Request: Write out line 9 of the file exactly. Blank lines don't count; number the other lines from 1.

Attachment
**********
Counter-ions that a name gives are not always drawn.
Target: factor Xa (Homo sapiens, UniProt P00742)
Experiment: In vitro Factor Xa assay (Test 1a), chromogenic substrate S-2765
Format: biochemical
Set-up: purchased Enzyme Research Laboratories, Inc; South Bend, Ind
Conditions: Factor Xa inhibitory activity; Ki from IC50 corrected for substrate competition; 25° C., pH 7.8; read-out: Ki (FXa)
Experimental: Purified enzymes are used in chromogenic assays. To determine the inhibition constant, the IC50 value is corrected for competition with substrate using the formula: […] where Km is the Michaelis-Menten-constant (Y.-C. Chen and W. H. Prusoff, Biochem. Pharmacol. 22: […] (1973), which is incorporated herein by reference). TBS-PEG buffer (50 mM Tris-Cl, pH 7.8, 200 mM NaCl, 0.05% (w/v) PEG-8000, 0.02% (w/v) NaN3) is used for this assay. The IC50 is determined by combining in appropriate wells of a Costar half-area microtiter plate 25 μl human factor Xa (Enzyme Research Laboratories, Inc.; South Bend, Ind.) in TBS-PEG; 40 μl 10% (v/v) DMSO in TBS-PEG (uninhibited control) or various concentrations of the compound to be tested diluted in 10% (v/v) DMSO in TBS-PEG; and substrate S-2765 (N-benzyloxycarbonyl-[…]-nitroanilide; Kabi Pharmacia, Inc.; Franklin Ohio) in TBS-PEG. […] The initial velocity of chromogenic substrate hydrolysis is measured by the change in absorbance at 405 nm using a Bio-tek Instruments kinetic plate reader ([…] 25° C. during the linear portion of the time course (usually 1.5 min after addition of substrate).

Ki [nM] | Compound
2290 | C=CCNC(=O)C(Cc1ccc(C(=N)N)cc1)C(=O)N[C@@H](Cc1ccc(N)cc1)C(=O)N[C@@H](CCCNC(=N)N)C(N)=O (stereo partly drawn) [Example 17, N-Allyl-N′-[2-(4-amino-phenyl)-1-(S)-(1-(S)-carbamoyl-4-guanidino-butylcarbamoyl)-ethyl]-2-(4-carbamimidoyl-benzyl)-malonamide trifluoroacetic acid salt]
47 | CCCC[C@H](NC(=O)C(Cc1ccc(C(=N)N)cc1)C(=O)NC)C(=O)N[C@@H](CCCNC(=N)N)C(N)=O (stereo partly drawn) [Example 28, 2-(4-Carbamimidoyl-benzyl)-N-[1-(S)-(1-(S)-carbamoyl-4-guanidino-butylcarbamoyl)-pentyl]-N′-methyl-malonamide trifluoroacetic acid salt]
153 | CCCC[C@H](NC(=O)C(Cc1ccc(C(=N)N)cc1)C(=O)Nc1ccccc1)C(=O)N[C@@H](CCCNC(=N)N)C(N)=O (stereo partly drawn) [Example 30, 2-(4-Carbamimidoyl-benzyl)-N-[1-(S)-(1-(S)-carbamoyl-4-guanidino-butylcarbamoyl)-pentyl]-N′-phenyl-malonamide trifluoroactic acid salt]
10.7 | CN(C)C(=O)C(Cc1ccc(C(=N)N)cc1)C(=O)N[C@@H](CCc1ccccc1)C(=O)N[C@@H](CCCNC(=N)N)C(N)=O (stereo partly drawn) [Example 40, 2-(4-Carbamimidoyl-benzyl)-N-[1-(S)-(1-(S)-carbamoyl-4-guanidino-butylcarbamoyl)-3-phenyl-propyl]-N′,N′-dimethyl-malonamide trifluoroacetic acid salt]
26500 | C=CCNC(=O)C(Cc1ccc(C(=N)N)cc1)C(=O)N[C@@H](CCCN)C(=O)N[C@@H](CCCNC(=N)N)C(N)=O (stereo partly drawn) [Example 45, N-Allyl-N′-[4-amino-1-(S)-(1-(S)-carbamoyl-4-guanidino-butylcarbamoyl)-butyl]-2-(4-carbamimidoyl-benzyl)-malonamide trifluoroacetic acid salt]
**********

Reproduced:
2290 | C=CCNC(=O)C(Cc1ccc(C(=N)N)cc1)C(=O)N[C@@H](Cc1ccc(N)cc1)C(=O)N[C@@H](CCCNC(=N)N)C(N)=O (stereo partly drawn) [Example 17, N-Allyl-N′-[2-(4-amino-phenyl)-1-(S)-(1-(S)-carbamoyl-4-guanidino-butylcarbamoyl)-ethyl]-2-(4-carbamimidoyl-benzyl)-malonamide trifluoroacetic acid salt]